You can always expect a scholarly judgment from Teare J. Today he dealt with a long-standing issue in the English law of arrest of ships: the lack of any jurisdiction to demand from the arrester security for, or payment of compensation for, the losses suffered by the owner if the arrest turns out unjustified. His Lordship confirmed the traditional position, holding that it was for Parliament, or possibly the Rules Committee, to deal with this. If we limited damages for wrongful arrest to cases of malice or gross negligence, he said, it would be inconsistent to give a remedy for arrest not fulfilling these criteria.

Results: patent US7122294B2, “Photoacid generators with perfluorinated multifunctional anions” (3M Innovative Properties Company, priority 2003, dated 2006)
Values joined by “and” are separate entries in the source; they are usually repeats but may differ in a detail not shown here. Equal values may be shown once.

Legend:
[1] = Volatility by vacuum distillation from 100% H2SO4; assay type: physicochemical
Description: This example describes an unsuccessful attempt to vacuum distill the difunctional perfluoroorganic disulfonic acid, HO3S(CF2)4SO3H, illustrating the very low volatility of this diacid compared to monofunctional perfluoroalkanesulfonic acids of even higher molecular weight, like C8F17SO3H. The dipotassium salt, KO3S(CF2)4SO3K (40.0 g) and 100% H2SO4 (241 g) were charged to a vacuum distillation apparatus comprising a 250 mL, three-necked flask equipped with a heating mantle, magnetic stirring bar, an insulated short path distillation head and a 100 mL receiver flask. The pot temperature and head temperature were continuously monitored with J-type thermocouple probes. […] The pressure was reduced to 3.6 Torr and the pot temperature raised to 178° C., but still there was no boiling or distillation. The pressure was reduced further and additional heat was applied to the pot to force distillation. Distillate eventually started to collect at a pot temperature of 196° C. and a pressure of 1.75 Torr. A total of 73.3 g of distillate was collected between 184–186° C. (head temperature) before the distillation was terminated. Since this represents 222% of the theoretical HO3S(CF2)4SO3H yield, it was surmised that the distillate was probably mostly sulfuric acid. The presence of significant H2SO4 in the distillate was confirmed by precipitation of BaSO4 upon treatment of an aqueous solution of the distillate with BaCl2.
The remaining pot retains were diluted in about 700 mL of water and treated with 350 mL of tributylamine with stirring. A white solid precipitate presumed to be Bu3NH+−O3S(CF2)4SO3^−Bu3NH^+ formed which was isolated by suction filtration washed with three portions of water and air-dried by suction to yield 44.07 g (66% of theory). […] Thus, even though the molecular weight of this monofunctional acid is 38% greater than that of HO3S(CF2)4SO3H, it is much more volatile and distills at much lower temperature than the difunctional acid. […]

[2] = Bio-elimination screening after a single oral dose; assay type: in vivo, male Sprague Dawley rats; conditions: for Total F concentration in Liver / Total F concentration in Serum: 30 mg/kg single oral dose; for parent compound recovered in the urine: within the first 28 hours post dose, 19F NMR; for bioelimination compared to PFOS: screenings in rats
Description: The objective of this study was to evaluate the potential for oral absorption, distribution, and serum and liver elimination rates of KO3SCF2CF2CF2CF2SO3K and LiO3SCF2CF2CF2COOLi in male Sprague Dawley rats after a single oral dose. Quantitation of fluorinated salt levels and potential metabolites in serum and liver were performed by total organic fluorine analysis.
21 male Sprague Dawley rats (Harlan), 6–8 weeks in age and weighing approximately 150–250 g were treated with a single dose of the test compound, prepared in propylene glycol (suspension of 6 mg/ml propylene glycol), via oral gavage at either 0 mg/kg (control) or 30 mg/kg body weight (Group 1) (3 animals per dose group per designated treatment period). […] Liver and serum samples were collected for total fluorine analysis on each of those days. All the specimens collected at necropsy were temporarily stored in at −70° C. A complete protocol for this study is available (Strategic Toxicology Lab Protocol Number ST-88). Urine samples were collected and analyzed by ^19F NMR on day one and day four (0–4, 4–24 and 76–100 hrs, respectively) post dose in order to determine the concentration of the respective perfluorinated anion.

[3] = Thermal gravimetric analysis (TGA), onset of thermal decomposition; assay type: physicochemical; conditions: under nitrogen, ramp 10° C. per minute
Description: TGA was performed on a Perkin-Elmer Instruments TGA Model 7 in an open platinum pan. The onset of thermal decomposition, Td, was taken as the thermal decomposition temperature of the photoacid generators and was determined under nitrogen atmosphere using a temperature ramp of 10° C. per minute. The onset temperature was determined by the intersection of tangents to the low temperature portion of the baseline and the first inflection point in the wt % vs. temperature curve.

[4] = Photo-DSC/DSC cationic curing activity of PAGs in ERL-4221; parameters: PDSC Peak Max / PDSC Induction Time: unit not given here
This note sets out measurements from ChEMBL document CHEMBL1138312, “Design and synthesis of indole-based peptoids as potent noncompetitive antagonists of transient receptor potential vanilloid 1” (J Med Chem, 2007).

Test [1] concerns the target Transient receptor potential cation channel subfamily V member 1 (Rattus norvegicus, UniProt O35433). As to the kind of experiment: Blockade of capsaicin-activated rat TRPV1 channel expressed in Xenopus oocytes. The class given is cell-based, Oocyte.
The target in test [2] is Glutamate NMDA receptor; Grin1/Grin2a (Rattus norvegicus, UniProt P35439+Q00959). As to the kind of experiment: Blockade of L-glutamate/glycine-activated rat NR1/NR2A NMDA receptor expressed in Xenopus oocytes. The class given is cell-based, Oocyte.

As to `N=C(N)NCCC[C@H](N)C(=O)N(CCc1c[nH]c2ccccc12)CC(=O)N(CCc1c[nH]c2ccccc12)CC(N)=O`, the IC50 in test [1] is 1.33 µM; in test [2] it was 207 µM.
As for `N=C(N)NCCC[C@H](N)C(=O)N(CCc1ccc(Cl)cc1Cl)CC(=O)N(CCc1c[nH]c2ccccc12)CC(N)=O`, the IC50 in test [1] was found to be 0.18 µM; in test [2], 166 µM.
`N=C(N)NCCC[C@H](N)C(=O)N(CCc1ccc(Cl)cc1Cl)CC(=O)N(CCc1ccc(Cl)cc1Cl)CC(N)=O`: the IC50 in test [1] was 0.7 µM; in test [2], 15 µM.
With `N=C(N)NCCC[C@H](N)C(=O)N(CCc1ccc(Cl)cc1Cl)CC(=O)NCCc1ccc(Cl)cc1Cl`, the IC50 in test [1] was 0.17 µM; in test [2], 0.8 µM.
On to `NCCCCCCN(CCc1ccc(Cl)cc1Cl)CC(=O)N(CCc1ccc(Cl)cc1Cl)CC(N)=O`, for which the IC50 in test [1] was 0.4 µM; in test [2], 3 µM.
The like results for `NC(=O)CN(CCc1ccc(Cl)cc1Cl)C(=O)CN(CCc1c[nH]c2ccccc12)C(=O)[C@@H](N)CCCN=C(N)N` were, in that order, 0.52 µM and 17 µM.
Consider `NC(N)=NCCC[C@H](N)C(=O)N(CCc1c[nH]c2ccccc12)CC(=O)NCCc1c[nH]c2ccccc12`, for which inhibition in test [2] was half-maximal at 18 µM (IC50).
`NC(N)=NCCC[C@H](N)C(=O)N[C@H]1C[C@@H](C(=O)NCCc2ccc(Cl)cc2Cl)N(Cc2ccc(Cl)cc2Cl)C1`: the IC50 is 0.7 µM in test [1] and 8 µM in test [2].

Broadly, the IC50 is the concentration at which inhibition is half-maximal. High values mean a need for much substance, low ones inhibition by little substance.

In Natwest Markets Plc v Stallion Eight Shipping Co. SA, (the ship MV ALKYON)  EWHC 2033 (Admlty) a bank mortgagee arrested alleging a LTV default; the owner denied default. Unable to secure release by putting up further security, it sought release unless the bank put up security for any losses it suffered in case the bank was wrong. The arrest was, consistently with the above, maintained.